And it hasn’t changed. According to University of Western Sydney researcher Deborah Wilmore, men passionately want to be involved in childrearing but are often embarrassed to admit their role because they still get stigmatised by women and other men.
Within 3 years kids will study in 3D surround-screen Hologram classes. Watching TV likewise. Our TV rooms will soon be like something out of Star Trek. Welcome to the ‘not too distant’ future of Science Faction.
YOU only have to be the parent of a child over the age of seven to know what I’m talking about: the vacant eyes so preoccupied by what’s on screen that they can’t focus on your face for more than a few seconds before being drawn back into the cyberworld.
As you talk, your little darling types or toggles. “Are you listening to me?” you ask, only to be told in a precocious tone: “Yeahhhh. I’m multitasking, Mum.”
It gets worse. By 16, girls no longer seem to have use of their tongues. “Text it to me, Mum,” quips my daughter, barely able to contain her contempt that she has to speak and breathe at the same time. I know one mother who got her daughter to the dinner table by posting the request on Facebook. It was so like social death for the girl that, like, she never failed to come to the table again. Technologies such as Twitter are alarmingly succinct. If you can’t say it in two lines, don’t bother. Luckily, I come from the dinosaur era of the telegram: “Come home (stop) Finish homework (stop) Or no mobile (stop).”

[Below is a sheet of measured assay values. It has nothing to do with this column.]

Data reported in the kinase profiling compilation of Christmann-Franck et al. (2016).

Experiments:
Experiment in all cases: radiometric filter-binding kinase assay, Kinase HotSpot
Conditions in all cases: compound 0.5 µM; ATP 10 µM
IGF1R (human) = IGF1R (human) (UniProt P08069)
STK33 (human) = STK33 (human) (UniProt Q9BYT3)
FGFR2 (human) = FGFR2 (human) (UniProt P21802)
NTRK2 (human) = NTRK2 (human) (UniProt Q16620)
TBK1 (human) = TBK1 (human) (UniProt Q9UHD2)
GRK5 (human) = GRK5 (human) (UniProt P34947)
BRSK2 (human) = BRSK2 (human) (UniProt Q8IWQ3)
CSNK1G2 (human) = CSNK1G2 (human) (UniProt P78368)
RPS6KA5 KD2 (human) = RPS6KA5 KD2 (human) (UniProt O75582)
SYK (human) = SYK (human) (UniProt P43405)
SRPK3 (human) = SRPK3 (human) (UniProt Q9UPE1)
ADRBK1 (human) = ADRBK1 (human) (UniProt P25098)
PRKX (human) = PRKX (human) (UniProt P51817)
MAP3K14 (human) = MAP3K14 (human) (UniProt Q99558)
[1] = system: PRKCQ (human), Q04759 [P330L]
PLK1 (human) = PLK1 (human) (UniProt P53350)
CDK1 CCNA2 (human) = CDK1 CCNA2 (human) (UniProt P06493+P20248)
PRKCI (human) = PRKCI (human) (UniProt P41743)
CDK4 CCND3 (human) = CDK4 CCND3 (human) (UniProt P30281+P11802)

Home renos, what a pain in the butt. It’s Day Two and my nerves are already jangled. Can people answer these two questions: Why does anyone do home renovations? And how do you cope? Tell me the secret – what drugs are you on to calm you down when people don’t turn up or do something you don’t want?
AFTER a recent storm it came; dribbling down the wall, delicate as a tear drop. A trickle from my ceiling which became a stream, then a small torrent.
After a series of panicky calls, the roof expert arrived. Tiles had been damaged during the high winds, he said. Hours later he came down carrying his tools and a soggy bill. “All fixed,” he declared. But that evening, when the rain returned, I heard the dreaded drum of water splashing on the floorboards.
To my shock, the roof man refused to come back. “I checked everything. There’s nothing more I can do.” Through the night my partner and I nursed buckets, waiting for the SES emergency workers. A team arrived and workers went searching for the problem. Confused, they ended up tarping the whole roof to be safe. It was like a movie: sandbags being passed in a line and up the ladder; lots of screaming; ropes; neighbours in the street watching on. My house now looked like a ship on the high seas.